FIG. 2 shows the layout of the array of fin-line transitions 16 from microstrip to waveguide. In this figure and also FIGS. 6 and 8, the metallization pattern on the top side of the dielectric substrate is depicted in full lines, the metallization pattern on the bottom surface in dashed lines, and pattern areas on both sides are shown speckled. The substrate can be silica (quartz) and the conductor metallizations are gold. A plurality of fin-lines 21 and 21' are printed on the top and bottom surfaces of substrate 19 and transition to balanced microstrip lines 22 and 22' of width W1. The number of complete top surface fin-lines 21 (three) is equal to the number of bottom surface fin-lines 21' (three), but those on the bottom surface are staggered with respect to those of the top surface. Each half of a fin-line transitions to one of the balanced microstrip lines 22 or 22'. Serrated choke balanced-to-unbalanced transformers 23 with gaps G are used to transition from balanced microstrip to unbalanced microstrip, the latter having conductors 24 with a width W2 on the top side of the substrate only and a continuous metallized ground plane 25 on the bottom surface. Unbalanced microstrip lines 24 have a given characteristic impedance such as 50 ohms and each connects to the output of a FET amplifier. Adjacent amplifier devices are out of phase by 180° (see FIG. 6). Assuming for the moment that the direction of wave energy propagation is from left to right (as in fin-line divider array 13), the advancing E field clings to the tapering fin-lines 21 and 21' on the opposite sides of substrate 19, concentrating and rotating the electric field through 90° which becomes confined to the space btween balanced lines 22 and 22'. Serrated choke section 23 is divided by the gaps into longitudinally extending approximately quarter wavelength stubs 26 which have short circuits on the ends. The stubs force the current to flow longitudinally and are an open circuit for transverse currents. These serrated choke balanced to unbalanced microstrip transitions are conventional structures. Propagation through the oversized waveguide, except along unbalanced microstrip lines 24, is prevented by the ground plane 25 which divides the guide into parallel guides.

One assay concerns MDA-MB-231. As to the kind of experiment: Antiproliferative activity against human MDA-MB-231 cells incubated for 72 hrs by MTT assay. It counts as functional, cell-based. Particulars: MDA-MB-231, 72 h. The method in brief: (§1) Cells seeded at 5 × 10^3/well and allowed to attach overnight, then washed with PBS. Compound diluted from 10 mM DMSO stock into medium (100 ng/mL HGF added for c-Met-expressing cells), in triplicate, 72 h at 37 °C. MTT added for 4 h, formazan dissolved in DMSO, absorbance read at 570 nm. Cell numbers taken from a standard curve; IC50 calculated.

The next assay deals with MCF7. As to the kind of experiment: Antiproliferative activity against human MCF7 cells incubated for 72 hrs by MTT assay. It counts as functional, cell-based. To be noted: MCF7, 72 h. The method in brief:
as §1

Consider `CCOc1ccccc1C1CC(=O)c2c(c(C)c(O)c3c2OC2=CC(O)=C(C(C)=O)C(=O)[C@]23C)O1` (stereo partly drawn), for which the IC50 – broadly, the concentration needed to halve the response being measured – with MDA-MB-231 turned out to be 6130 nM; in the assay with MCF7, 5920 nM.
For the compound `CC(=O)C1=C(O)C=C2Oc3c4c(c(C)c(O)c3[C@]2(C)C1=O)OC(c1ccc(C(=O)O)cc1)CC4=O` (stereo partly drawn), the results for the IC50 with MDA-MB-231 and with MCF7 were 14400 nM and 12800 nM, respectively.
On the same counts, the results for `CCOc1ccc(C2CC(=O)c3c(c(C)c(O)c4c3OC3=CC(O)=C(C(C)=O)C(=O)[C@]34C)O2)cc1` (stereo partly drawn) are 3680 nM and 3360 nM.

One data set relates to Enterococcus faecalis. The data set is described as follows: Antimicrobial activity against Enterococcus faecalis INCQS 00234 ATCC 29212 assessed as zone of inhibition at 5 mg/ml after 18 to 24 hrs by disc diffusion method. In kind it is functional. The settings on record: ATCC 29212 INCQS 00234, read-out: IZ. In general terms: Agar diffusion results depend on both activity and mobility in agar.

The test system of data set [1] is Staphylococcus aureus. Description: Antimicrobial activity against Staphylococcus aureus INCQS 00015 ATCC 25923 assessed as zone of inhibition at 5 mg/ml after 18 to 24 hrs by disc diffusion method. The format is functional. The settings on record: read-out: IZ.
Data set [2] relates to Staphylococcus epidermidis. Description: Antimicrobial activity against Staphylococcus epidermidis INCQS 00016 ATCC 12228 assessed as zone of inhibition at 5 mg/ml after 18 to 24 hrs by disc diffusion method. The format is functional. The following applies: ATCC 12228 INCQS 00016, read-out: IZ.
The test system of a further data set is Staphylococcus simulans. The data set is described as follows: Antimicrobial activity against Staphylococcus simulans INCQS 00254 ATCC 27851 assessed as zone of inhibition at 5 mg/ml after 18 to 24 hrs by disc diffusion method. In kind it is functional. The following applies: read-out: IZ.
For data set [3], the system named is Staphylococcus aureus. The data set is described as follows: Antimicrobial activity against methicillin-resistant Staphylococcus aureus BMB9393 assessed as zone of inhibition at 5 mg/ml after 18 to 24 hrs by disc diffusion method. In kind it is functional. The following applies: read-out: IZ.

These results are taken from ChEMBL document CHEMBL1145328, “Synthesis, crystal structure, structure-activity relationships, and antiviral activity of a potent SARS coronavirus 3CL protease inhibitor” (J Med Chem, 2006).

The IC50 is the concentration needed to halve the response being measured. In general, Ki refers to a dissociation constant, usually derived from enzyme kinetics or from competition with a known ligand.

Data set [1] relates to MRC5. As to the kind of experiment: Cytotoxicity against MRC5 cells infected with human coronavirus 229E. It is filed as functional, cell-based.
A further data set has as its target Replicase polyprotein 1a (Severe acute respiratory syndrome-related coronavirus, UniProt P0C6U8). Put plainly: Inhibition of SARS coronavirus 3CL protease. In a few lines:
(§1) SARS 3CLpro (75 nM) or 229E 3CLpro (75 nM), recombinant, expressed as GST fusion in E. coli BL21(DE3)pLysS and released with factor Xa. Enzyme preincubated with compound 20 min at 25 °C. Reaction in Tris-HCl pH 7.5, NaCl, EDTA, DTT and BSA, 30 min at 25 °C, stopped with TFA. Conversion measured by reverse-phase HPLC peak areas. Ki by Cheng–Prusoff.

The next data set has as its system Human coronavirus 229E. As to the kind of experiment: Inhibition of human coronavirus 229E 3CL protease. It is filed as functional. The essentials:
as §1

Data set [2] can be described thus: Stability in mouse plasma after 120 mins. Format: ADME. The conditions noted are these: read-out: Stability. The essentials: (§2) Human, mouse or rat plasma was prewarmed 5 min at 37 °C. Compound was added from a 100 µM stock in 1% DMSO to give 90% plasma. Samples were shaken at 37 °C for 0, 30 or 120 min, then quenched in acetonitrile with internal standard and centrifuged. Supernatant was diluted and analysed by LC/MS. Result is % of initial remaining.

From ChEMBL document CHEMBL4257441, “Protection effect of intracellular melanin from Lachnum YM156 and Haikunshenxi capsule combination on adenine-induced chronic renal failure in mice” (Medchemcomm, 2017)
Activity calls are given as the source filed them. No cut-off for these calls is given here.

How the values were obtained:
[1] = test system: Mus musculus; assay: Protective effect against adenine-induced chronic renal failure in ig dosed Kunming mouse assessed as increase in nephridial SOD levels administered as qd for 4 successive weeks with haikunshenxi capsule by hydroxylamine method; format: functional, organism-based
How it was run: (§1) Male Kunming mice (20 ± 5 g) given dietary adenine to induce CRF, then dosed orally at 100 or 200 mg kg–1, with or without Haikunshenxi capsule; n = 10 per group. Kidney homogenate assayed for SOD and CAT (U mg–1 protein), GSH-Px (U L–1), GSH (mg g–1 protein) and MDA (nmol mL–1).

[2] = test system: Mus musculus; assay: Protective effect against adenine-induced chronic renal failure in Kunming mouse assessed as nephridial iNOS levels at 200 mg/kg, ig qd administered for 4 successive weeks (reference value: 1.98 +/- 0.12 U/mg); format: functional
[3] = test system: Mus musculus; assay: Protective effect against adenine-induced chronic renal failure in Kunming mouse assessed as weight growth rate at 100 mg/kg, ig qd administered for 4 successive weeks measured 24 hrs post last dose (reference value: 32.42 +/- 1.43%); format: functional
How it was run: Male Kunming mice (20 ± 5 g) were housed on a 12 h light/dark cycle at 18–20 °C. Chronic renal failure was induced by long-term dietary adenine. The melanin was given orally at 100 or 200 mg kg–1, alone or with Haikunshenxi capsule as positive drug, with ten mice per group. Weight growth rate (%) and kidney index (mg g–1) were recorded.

The desired combiner mode has the uniform field Eo as shown. A study of the transition shows that this field excites adjacent unbalanced microstrip lines 24 with 180° phase differences. Similarly, the fields E.sub.π associated with the highest order of combiner mode (undesired π-mode) are nonuniform as shown, and excite adjacent unbalanced microstrip lines 24 with zero phase difference. Therefore, in order to provide absorption for the π-mode (adjacent FET amplifiers are in phase), adjacent 50 ohm unbalanced microstrip lines 24 are bridged with two sets of microstrip lines 27 and 28 having character impedances of 100 ohms. The set of lines 27 nearest the FET amplifiers have feed-through resistors 29 (see also FIG. 3) at their exact midpoints which connect at the other end with ground plane 25. Similarly, the second set of bridging lines 28 furtherest from the FET amplifiers have short circuits between exact center points and the ground plane. That is, there is a hole 30 at the midpoint. These networks absorb the undesired higher order combiner modes.